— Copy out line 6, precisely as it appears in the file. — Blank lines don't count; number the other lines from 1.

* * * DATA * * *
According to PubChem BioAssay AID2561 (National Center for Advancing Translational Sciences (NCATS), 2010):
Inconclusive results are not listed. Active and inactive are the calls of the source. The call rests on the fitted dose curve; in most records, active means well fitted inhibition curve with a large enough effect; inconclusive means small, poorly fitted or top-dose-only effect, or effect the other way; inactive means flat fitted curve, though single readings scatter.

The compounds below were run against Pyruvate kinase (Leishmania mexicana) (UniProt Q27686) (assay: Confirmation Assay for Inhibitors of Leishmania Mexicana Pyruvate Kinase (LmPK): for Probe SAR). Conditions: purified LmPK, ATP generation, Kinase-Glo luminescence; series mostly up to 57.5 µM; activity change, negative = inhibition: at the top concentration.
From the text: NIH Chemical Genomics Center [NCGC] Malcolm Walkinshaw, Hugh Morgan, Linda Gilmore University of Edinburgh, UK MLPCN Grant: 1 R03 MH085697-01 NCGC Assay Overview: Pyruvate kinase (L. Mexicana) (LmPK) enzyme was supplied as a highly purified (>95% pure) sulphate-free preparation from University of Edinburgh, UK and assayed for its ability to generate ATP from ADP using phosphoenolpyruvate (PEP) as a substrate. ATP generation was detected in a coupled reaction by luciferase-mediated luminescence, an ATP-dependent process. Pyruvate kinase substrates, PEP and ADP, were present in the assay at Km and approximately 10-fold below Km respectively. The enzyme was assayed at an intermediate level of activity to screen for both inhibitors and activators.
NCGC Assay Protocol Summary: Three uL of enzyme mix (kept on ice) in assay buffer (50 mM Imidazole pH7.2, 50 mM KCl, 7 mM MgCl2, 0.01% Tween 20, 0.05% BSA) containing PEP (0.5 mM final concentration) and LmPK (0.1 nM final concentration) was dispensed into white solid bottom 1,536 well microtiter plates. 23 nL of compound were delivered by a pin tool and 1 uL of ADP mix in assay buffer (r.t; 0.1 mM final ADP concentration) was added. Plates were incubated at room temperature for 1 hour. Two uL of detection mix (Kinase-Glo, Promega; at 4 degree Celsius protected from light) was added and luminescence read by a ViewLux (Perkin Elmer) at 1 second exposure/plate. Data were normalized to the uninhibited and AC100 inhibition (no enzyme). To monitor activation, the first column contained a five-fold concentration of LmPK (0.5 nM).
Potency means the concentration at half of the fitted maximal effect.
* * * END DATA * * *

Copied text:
Potency means the concentration at half of the fitted maximal effect.